Dealing With Ventricular Fibrillation In Outpatient Settings

Dealing With Ventricular Fibrillation In Outpatient Settings

Whether in an outpatient facility or upon arriving at a patient’s home following a 911 call, there are various critical situations that medical staff can face. The situation requires a fast response from the first responders, as the sooner appropriate algorithms are implemented, and the right steps are taken, the higher chance of survival for the patient. One such case is with ventricular fibrillation. We take a closer look at the right steps to follow when facing this situation in an outpatient setting.

What Is Ventricular Fibrillation?

Ventricular fibrillation refers to a specific type of arrhythmia that can lead to dangerous complications. It happens when the heart rhythm is irregular. In the event of ventricular fibrillation, the chambers in the lower region of the heart contract too quickly. The contractions are also not normal. When this happens, the heart can’t pump blood throughout the body.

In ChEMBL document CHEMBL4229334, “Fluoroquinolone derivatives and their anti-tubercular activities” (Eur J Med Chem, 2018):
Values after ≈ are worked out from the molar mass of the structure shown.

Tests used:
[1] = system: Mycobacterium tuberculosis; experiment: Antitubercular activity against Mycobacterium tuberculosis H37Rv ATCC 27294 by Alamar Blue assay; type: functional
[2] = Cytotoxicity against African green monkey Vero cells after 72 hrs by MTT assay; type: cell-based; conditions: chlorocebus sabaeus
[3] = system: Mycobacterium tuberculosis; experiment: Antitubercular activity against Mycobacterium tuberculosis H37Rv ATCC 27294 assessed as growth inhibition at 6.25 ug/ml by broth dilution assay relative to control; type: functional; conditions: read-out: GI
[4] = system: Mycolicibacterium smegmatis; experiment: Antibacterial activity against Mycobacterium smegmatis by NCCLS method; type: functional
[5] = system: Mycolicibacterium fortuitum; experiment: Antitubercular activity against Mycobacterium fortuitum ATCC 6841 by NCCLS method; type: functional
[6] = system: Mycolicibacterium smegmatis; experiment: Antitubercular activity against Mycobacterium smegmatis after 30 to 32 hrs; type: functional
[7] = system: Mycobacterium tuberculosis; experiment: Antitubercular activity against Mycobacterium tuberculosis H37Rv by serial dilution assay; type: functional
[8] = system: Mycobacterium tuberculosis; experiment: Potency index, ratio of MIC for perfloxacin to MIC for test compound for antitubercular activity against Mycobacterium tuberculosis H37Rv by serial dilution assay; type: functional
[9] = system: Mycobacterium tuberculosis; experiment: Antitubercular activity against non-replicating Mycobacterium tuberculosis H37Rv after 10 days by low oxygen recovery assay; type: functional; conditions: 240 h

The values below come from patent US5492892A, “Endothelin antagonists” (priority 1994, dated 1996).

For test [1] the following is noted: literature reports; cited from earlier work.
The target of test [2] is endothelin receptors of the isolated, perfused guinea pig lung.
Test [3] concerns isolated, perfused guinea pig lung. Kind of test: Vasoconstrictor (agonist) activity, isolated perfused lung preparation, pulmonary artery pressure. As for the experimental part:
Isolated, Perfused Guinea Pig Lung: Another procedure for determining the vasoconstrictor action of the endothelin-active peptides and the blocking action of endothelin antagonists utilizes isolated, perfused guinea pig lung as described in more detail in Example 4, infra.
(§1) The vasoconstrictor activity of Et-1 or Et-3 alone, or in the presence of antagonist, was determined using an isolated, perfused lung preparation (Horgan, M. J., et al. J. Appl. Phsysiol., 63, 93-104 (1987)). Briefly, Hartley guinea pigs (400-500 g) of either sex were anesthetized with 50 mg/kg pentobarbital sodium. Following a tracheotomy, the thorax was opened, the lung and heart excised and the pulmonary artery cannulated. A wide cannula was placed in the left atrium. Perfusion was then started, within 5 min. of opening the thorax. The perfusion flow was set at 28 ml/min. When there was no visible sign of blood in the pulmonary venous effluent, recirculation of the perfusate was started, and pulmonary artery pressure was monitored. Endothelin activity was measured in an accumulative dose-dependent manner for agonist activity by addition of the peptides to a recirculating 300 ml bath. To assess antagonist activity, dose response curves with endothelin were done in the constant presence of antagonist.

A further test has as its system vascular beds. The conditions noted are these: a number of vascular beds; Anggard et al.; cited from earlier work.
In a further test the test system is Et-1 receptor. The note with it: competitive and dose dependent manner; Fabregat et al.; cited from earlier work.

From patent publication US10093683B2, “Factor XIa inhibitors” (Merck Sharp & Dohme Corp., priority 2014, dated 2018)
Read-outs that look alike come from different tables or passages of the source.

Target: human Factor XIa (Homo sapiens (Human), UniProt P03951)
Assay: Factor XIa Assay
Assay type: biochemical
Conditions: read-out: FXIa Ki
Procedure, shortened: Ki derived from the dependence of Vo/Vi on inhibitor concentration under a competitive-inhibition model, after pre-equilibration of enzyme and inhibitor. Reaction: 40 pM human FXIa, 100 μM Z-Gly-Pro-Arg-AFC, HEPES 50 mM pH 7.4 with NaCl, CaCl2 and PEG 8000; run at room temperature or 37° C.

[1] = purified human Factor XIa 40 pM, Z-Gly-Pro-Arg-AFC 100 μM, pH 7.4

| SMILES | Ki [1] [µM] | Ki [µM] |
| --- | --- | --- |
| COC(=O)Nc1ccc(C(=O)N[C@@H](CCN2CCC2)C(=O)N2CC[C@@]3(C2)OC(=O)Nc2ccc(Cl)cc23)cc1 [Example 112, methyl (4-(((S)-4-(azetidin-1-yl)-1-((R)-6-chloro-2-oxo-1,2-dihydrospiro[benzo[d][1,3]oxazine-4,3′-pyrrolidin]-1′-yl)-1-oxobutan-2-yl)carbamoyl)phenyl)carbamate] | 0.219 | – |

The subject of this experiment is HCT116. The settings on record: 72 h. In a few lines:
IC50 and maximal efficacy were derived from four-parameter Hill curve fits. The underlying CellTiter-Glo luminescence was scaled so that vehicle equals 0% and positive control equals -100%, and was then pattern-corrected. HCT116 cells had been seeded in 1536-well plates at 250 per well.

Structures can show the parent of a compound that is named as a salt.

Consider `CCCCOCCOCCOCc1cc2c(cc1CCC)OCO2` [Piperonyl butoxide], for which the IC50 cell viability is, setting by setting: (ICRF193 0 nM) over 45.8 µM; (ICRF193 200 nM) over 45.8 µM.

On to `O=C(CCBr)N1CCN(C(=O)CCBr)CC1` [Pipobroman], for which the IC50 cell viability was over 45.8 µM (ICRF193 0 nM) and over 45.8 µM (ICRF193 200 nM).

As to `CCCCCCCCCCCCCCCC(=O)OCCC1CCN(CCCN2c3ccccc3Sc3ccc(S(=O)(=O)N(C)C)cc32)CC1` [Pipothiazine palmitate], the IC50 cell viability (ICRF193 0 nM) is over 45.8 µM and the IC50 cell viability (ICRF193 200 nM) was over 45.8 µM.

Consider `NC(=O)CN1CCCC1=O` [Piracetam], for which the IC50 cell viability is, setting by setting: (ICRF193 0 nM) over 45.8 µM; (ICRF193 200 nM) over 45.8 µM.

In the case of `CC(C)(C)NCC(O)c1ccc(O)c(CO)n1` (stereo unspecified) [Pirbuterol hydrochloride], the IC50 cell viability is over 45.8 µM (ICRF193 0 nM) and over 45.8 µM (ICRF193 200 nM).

It’s important to understand that this is a medical emergency. If ventricular fibrillation is not attended to without delay, it can lead to sudden cardiac death, in which case the chances of survival fall even more significantly.

Some of the first signs of ventricular fibrillation include chest pain, tachycardia, dizziness, shortness of breath, and nausea. With this said, when this situation gets to the point where it will require emergency medical care, it usually causes the patient to collapse. The other symptoms usually start to show up prior to the collapse. The patient may also lose consciousness during the event.

Ventricular fibrillation can happen due to disruptions in the blood circulatory system, affecting the blood supply to the patient’s heart. It is also possible that the cause is related to the electrical properties of the heart.

The Problem With Ventricular Fibrillation In An Outpatient Setting

It’s important to understand that the equipment available in a hospital can often greatly differ from what outpatient staff have access to. This is where a serious problem arises, especially when looking at scenarios where a patient experiences ventricular fibrillation when they are at home or in a public location.